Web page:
Pre-Owned Games Condemned As A Bigger Threat To Consoles Than Piracy
Talking to Develop, Blitz's Andrew Oliver has suggest that the pre-owned games market represents a far greater threat to the industry than piracy:
'Arguably the bigger problem on consoles now is the trading in of games,' he said. 'I understand why players do this. Games are expensive, and after a few weeks of playing you’ve either beaten it, or got bored of it so trading it back in to help pay for the next seems sensible when people are short of cash [...but] money going back up the chain is a fraction of what it was only a few years ago. This is a much bigger problem than piracy on the main consoles.' [VG247]
It would seem that Oliver is not the only one to think so either. This week sees the introduction of the EA Sports Online Pass, a scheme that will force gamers playing used copies of EA Sports games to pay a $10 fee if they want to access online features. It might seem like daylight robbery to you and me but EA appear to think otherwise:
'We think it’s a great idea, we think it’s going to build our business, and we think it’s a positive consumer experience,' said EA CEO John Riccitello. 'Invariably, the consumer is getting a boat load more content to experience than they otherwise would.'
Just when we thought EA had turned their backs on Machiavellian machinations comes along this kick in the teeth to rebalance the status quo. I suppose they had to do something; after all, Activision were nicking all of the headlines with their dastardly behaviour. Couldn't have that, now could they? [VG247]
Four Player Co-op Coming To Bad Company 2 & More EA Smack Talk
Speaking of rivalries with Activision, Riccitello also laid out his aims for taking back the shooter crown from the boys who published Modern Warfare 2:
'[W]e're not going to be happy until we've taken the leadership back in the first-person shooter category. [...]The tip of the spear is the combination of Battlefield: Bad Company and Medal of Honor," said Riccitello. "So we fully expect [Medal of Honor] to be a succesful title this year [...] we've made great strides with Battlefield: Bad Company, and we expect to make further strides with Medal of Honor, and we have strong plans for years to come. This is an important strategic priority inside of our company, taking market share precisely here." [1UP]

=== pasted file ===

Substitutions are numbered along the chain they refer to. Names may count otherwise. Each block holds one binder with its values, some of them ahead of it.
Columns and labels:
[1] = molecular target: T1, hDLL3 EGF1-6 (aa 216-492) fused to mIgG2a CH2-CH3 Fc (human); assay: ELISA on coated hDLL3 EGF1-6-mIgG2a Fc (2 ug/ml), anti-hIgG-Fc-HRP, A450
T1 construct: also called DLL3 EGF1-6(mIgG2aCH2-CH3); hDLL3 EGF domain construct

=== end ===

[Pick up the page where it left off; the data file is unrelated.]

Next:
If they can get the jump on Treyarch this winter then it might just work. Regardless, fans of Battlefield: Bad Company 2 will be stoked to hear that the game will be getting a four player co-op mode entitled 'Onslaught'. 'Coming soon' to XBL and the PSN (although, it appears, not yet to PC) there will be four maps to choose from - Valparaiso, Atacama Desert, Isla Innocentes and Nelson Bay - and, according to Eurogamer, each map will have a different focus, be it vehicular combat, infantry operations etc. Not convinced? Check out our review here.
Humble Indie Bundle Story Has A Happy Ending
Yesterday you might have noticed that Jon got fairly angry and unleashed his fury on those pirates too pathetic to even pay a measly 1 cent for PC deal package extraordinaire The Humble Indie Bundle. However, now that the red mist has subsided somewhat, we can bring y'all the good news, and it's pretty awesome indeed.
- Since its release, the Humble Indie Bundle has made over $1 million!!!
- $334,646 is to be split between the charities Child's Play and the Electronic Frontier Foundation!
- Around $650,000 will be split between the indie developers!
To echo the sentiments of many who commented on this piece, I find this all incredibly encouraging and hopefully we can focus on this success rather than the minority of thieves. Tying in to Felix's recent article about games being victimised by the media, we should be trumpeting this from rooftops. After all, five little PC games just raised a third of a million dollars for charity in a week! I wonder if Alan Titchmarsh has ever done that. [Kotaku]